“I have spent the last year and half working with Council Member Chavez in his office to build support for this model and help to leverage a funding path for an Avivo Village 2.0 on the Southside,” said Chowdhury when asked about it later.
“The tiny home model provides an opportunity to get folks back on a stable path,” said Ford. “It provides an opportunity to get the residents signed up for vital services, connect on a deeper level with case workers, and make connections with their tiny-home neighbors.”
“Much of the homelessness in Minneapolis is concentrated on the Southside and along the Hiawatha corridor, running through Ward 12,” said Ranheim. “We should address the homelessness crisis here in South Minneapolis by providing shelter beds through rooms for individuals or families, like Avivo Village in the North Loop.”
“These are the types of investments we need to reduce homelessness in the city of Minneapolis—not inhumane, undignified surprise encampment sweeps that cause further harm,” said Chowdhury.
“A Southside Avivo Village is desperately needed to begin addressing the serious unsheltered homelessness needs that our community has,” agreed Ward 8 City Council candidate Soren Stevenson. “This investment should be followed up with a break from our current ineffective, cruel, and expensive policy of pushing people who are sleeping on the streets around the city and throwing their belongings away. Instead, we need to enact a comprehensive Housing First policy to prioritize housing people in need.”
While generally considered to be successful, Avivo’s facility in the North Loop has not been without concerns. In 2022, WCCO ran a story where one former resident expressed feeling unsafe at the center where, he said, drug use was common. The village has been the source of frequent 911 calls, many for overdoses.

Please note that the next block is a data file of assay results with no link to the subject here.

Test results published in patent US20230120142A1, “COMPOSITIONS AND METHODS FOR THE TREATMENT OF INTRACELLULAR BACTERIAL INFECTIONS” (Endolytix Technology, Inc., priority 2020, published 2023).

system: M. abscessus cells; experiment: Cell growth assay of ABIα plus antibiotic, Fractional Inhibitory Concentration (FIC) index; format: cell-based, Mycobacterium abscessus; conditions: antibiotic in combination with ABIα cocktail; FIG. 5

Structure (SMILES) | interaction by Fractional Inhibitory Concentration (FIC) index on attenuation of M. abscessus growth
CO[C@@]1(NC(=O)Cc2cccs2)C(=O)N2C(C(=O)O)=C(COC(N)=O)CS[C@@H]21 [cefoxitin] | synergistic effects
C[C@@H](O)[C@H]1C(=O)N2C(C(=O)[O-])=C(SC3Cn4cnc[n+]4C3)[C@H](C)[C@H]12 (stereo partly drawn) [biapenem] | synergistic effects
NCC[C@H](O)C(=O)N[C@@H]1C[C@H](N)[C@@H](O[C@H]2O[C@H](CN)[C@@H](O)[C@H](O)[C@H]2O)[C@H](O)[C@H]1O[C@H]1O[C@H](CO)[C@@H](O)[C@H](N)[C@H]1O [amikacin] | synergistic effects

It has been helpful that the establishment of the shelter had neighborhood association support and that it is set apart from residential areas, close to transit and on a busy corridor.
The North Loop Neighborhood Association crafted a Good Neighbor Agreement with Avivo Village that also has been helpful. Its goals are to help all residents feel safe and secure, maintain open and transparent communications to respond if concerns arise, develop clear procedures for resolving problems, foster positive relationships, and reduce livability concerns and the fear of livability concerns in the neighborhood.
When and if the Southside tiny-home shelter project gets closer to reality, the lessons learned in the North Loop will be a place to turn for guidance.
“I would look at the existing facility that is managed by Avivo for answers,” said Ford. “Good management is the key to a successful community that has a healthy relationship with the surrounding community.”
“We have the power and resources to address this problem; what we are lacking is the political will on the part of city leadership to tackle the problem comprehensively,” said Stevenson.
“There is not a day that goes by that any one of us does not think about the individuals experiencing unsheltered homelessness throughout the city of Minneapolis,” said Koski. “Our emergency rooms have become an extension of our shelter system. That is not what our emergency rooms were designed to be. Avivo Village is an innovative approach to addressing the crisis. This funding is us saying we’re going to do everything we can both in the short term and long term to address the crisis.”